Please use this identifier to cite or link to this item: http://hdl.handle.net/2440/79257
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Type: Journal article
Title: The effect of parasitism by a blood-feeding isopod on the otolith chemistry of host fish
Author: Heagney, E.
Gillanders, B.
Suthers, I.
Citation: Marine and Freshwater Research, 2013; 64(1):10-19
Publisher: C S I R O Publishing
Issue Date: 2013
ISSN: 1323-1650
Statement of
Responsibility: 
Elizabeth C. Heagney, Bronwyn M. Gillanders and Iain M. Suthers
Abstract: Otolith chemistry is widely used to discriminate fish stocks or populations, although many of the factors that determine trace-element concentrations within the otolith remain poorly understood. We investigated the effect of a blood-feeding isopod ectoparasite, Ceratothoa sp., on the otolith chemistry of yellowtail scad, Trachurus novaezelandiae. We sampled 65 fish from three subpopulations of T. novaezelandiae from Jervis Bay in south-eastern Australia, and used laser ablation (LA)–inductivelycoupled plasma mass spectrometry (ICPMS) to measure otolith lithium (Li) calcium (Ca), magnesium (Mg) Ca, strontium (Sr) Ca and barium (Ba) Ca from four consecutive summer and winter growth bands. Otoliths of parasitised fish were characterised by significantly lower Li Ca and Mg Ca, and higher Sr Ca, than those of unparasitised individuals from the same subpopulation. The consistency of trends in otolith chemistry across ablation points and among subpopulations suggests that there is a consistent physiological mechanism through which Ceratothoa parasites affect the otolith chemistry of infected individuals. It is likely that a range of physical, metabolic, chemical and behavioural processes act in concert to influence the otolith chemistry of parasitised fish. Given the ubiquitous distribution of parasites in the marine environment, differential rates of parasitism among fish stocks, populations or migratory contingents may be an important but unappreciated factor driving stock- or population-based differences in otolith chemistry.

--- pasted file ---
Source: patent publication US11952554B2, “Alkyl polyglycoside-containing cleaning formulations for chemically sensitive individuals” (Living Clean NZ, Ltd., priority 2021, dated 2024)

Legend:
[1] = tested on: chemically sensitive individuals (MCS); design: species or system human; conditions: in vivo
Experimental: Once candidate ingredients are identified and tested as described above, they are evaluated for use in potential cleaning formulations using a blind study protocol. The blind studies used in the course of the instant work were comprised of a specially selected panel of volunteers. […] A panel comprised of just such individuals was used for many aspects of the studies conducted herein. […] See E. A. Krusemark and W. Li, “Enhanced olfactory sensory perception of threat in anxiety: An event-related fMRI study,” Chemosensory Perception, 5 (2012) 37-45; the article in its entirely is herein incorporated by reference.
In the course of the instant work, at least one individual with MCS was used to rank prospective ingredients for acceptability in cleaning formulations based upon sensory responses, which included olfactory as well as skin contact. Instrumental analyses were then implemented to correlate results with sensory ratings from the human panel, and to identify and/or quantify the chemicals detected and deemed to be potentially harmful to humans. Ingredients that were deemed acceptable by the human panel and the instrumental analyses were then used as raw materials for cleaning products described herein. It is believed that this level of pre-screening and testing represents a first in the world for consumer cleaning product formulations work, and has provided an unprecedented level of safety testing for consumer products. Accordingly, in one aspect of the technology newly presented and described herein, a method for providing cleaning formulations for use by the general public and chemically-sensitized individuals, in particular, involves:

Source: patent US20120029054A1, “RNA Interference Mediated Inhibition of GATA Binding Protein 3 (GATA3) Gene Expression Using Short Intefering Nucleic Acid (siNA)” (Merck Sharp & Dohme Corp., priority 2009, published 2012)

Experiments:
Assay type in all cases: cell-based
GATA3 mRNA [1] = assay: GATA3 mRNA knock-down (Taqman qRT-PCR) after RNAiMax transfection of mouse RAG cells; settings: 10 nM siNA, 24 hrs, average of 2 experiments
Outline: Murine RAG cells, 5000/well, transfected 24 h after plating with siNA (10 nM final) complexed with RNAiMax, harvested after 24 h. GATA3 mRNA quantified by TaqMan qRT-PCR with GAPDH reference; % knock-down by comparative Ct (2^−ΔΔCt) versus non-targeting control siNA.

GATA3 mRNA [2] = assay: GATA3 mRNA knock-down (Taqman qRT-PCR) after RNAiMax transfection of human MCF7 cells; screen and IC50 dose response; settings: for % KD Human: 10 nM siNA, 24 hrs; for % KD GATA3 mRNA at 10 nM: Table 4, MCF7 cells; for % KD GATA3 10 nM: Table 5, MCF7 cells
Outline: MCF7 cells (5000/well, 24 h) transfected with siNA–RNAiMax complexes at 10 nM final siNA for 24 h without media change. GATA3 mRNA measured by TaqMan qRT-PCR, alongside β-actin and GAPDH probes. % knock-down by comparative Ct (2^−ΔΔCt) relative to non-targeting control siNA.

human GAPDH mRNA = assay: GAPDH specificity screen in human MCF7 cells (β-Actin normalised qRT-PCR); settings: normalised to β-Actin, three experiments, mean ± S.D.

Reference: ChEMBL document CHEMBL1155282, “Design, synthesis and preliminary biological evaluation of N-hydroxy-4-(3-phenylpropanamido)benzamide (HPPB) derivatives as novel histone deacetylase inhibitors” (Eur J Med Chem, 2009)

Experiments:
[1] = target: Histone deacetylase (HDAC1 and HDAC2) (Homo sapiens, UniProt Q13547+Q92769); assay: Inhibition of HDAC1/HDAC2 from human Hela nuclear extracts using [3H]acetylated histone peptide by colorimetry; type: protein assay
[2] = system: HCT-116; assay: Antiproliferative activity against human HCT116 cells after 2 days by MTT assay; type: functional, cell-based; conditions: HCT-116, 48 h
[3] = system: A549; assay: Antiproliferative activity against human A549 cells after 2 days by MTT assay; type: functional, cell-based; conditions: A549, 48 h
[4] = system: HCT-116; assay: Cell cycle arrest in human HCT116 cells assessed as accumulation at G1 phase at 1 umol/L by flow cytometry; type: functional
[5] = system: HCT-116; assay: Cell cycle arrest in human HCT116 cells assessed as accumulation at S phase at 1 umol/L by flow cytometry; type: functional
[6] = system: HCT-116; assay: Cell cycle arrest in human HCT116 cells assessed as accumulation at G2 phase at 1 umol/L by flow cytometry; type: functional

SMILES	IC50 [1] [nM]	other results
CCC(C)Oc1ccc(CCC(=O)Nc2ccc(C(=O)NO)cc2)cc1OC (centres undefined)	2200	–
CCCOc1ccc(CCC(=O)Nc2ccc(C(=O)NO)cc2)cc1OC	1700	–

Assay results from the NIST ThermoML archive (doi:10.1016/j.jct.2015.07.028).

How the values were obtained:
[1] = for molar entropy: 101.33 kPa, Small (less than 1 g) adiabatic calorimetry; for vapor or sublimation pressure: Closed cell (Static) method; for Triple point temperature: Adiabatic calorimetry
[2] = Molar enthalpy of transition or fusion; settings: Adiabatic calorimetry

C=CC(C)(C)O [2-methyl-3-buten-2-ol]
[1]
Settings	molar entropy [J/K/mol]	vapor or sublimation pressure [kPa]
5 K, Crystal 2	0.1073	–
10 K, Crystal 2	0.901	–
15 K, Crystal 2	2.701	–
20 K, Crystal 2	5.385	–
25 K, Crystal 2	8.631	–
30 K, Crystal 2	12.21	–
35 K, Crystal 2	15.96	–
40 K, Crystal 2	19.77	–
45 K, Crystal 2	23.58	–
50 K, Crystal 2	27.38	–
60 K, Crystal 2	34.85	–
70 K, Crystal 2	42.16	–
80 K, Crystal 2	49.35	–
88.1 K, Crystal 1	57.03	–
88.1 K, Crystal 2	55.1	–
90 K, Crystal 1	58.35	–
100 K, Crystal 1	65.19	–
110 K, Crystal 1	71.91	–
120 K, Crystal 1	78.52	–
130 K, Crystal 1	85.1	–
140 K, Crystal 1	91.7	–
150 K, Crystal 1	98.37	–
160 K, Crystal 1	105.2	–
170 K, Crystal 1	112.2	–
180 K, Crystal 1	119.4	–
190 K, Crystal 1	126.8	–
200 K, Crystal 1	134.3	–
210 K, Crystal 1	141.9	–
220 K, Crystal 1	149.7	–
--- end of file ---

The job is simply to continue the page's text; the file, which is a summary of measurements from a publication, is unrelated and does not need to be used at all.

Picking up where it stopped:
Keywords: Carangidae; Cymothoidae; ectoparasite; tongue biter
Rights: Journal compilation © CSIRO 2013
RMID: 0020125669
DOI: 10.1071/MF12123
Appears in Collections:Earth and Environmental Sciences publications

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